Saturday July 20, 2024

Foreign investment in T-bills hits $444m

By Our Correspondent
July 02, 2024
A foreign currency dealer counts US dollars at a shop in Karachi, Pakistan, May 19, 2022. — AFP
A foreign currency dealer counts US dollars at a shop in Karachi, Pakistan, May 19, 2022. — AFP

KARACHI: Rupee-dominated T-bills continue to be a magnet for foreign investors as the bonds attracted a net investment of $57 million in June 2024, according to data by the State Bank of Pakistan (SBP).

This brings the total foreign investment in T-bills through Special Convertible Rupee Accounts (SCRAs) to $444 million during the period July 2023 to June 7, 2024, the data shows. In the month of May 2024 alone, Pakistan attracted $230 million, which is the highest monthly inflows after four years.

In his conversation with The News, macroeconomist Ammar Habib Khan says, “due to higher interest rates and the lower expected depreciation of PKR, there has been some movement of US dollars into Pakistan, with investors investing in our local treasury bills.”

Per Ammar, this “basically means that we have a positive real interest rate, which is why dollars can find more returns here.”The SBP had maintained its benchmark interest rate at 22 per cent since June 2023. The SBP reduced its key interest rate by 150 bps to 20.5 percent on June 10. This reduction came after keeping the rates at a historically high 22 per cent to rein in rapidly rising inflation.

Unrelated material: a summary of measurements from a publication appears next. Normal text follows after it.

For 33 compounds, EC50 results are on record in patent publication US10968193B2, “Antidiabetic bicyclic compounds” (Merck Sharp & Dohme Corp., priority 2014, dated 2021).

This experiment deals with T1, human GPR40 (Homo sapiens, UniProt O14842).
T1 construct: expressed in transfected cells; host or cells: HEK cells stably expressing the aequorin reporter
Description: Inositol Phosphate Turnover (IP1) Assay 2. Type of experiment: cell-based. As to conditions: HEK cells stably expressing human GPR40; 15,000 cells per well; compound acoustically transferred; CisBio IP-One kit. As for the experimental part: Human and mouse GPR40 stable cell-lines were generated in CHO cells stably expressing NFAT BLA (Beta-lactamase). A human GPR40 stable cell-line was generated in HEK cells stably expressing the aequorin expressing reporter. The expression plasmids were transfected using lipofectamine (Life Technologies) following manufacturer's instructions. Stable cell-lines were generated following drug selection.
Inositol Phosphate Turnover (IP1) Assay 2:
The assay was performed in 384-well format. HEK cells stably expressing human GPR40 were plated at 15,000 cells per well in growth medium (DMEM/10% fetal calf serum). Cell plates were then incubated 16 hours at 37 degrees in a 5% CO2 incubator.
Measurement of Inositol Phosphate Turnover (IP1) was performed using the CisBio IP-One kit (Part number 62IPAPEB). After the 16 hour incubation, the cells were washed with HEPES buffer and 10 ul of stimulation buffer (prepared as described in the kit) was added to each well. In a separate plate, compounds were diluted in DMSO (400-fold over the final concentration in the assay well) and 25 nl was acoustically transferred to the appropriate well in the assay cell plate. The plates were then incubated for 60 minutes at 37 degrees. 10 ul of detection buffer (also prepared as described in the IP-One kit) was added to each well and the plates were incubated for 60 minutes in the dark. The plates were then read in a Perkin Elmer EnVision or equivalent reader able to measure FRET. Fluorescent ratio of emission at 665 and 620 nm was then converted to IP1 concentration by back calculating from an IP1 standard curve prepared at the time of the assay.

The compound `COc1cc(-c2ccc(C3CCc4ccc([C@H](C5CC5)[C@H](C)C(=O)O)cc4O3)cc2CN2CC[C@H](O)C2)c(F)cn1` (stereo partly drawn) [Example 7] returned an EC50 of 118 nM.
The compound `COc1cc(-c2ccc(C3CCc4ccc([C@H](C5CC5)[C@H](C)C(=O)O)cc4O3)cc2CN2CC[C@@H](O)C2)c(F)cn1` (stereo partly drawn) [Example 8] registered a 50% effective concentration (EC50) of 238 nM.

Political instability in Pakistan in 2022 dented the country’s economy with the Pakistani rupee becoming the first casualty. The country was on the brink of default and the currency fluctuated heavily. On September 5, the rupee fell to a record low of 307.1 versus the dollar. This volatility kept investors away from the Pakistan market.

But the government was quick to act. Last summer, Pakistan secured a $3 billion bailout from the IMF to prevent a sovereign default, which ended in April this year.

The Pakistani rupee rose by 2.8 percent versus the US dollar in the outgoing fiscal year 2024. Analysts attribute this positive performance to the government’s successful completion of the International Monetary Fund’s loan programme and its efforts to crack down on illegal dollar transactions.

In its note on Monday, Karachi-based brokerage house Topline Securities added, “To recall in FY20 net T-bills inflows of $612 million came to Pakistan with a peak seen in the month of January 2020 with the net monthly inflows of $1.4 billion.”

“We believe, once Pakistan gets the new long-term IMF deal, chances are high that more of such funds will come to Pakistan to get high yielding government papers, thereby providing short-term support to Pakistan’s foreign exchange reserves and currency,” the note added.